Data were collected via a school-based administration of self-reported surveys to 202 adolescent students (115 girls and 87 boys), mean (SD) age, 14.79 (1.82) years (range, 11-19 years). Most subjects self-identified as white (85.1%), but 2.5% self-identified as black/African American; 1.5% as Asian/Pacific Islander; 1.5% as American Indian/Alaska Native; and 9.4% as other. In addition, 11.6% self-identified as Hispanic/Latino. The study was approved by the University of South Florida institutional review board, and parental assent was obtained. Students voluntarily participated during a health education class.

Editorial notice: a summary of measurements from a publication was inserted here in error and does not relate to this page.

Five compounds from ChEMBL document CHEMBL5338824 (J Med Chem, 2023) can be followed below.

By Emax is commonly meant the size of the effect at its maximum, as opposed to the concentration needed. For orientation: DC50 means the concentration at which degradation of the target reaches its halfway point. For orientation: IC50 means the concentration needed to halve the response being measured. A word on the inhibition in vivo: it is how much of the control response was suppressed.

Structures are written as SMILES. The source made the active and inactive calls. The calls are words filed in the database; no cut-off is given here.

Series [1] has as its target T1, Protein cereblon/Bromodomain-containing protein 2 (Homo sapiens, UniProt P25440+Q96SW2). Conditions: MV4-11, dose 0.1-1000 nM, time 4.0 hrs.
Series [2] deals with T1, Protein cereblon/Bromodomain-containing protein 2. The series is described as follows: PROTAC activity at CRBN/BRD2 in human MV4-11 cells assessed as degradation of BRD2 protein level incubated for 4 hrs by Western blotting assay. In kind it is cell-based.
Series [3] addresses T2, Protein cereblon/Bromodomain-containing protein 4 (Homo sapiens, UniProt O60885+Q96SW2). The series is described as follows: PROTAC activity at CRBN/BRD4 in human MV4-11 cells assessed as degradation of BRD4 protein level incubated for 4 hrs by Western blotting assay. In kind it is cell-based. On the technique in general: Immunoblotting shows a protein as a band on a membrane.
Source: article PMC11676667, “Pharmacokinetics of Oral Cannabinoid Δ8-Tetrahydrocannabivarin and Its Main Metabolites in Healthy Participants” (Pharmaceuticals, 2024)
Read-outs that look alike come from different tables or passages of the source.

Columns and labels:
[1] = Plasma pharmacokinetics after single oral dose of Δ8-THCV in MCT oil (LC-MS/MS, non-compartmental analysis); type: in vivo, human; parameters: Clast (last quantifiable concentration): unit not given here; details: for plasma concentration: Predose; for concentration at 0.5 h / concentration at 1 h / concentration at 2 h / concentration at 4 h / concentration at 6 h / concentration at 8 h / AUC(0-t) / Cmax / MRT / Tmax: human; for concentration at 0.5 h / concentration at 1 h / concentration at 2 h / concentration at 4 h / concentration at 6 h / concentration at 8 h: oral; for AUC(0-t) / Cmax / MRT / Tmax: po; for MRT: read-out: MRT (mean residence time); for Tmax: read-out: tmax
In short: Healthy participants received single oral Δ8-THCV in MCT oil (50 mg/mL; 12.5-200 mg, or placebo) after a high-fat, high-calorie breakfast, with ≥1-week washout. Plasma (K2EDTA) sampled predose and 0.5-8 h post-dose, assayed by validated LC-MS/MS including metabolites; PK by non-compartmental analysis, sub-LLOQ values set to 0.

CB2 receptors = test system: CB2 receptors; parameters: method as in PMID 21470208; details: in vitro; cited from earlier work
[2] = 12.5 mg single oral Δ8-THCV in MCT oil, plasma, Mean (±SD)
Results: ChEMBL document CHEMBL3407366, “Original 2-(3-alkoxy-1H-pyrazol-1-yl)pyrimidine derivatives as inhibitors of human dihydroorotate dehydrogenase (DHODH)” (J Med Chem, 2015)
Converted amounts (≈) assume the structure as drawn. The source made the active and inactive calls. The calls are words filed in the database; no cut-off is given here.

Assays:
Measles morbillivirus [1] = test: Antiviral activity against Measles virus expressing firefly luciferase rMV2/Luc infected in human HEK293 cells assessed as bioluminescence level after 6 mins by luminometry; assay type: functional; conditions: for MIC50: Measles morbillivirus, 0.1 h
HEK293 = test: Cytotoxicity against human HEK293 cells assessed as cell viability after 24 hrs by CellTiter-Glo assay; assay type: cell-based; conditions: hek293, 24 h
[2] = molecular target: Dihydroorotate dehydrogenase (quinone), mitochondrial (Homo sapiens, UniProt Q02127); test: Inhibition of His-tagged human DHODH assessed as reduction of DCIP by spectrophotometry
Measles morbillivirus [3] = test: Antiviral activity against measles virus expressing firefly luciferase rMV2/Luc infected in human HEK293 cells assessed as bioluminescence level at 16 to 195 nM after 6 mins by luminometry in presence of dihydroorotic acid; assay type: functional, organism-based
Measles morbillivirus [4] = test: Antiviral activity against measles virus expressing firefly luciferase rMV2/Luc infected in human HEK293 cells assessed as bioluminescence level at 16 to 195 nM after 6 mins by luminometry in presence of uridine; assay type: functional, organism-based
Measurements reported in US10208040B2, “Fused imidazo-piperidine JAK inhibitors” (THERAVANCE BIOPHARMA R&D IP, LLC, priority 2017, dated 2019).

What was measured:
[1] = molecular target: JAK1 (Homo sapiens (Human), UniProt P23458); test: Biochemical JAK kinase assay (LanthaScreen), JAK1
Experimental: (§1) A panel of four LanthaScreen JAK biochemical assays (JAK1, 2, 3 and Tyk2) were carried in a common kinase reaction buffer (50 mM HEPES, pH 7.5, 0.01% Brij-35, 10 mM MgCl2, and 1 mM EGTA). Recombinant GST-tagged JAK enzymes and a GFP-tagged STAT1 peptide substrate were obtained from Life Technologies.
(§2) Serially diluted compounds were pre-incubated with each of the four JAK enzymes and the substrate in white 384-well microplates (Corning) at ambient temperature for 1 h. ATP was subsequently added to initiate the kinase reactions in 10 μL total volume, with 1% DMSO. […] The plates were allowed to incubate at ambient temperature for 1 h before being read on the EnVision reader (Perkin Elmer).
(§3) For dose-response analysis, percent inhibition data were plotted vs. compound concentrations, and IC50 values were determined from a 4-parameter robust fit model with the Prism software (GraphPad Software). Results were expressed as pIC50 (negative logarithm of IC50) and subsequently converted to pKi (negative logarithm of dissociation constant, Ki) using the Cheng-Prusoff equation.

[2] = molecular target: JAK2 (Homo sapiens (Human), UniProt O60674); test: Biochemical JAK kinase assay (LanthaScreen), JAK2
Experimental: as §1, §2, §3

Participants completed measures of perceived susceptibility to developing skin cancer (eg, “If you don't use sun protection, how susceptible do you feel you are to skin cancer?”), future sunbathing intentions, future sun protection intentions, and appearance-based reasons for tanning (PARTS). Our group's previous work with these measures2- 5 addressed the issues of validity (using confirmatory factor analysis) and reliability. For the susceptibility measure, test-retest reliability has been found to be 0.82.5 Sunbathing intentions had a test-retest reliability of 0.89,3 and sun protection intentions had a test-retest reliability of 0.87.5 The factor analysis of the PARTS yielded a replication of the 3 dimensions (appearance reasons for tanning, appearance reasons not to tan, and sociocultural influences to tan), after the deletion of only 6 of the original 50 items.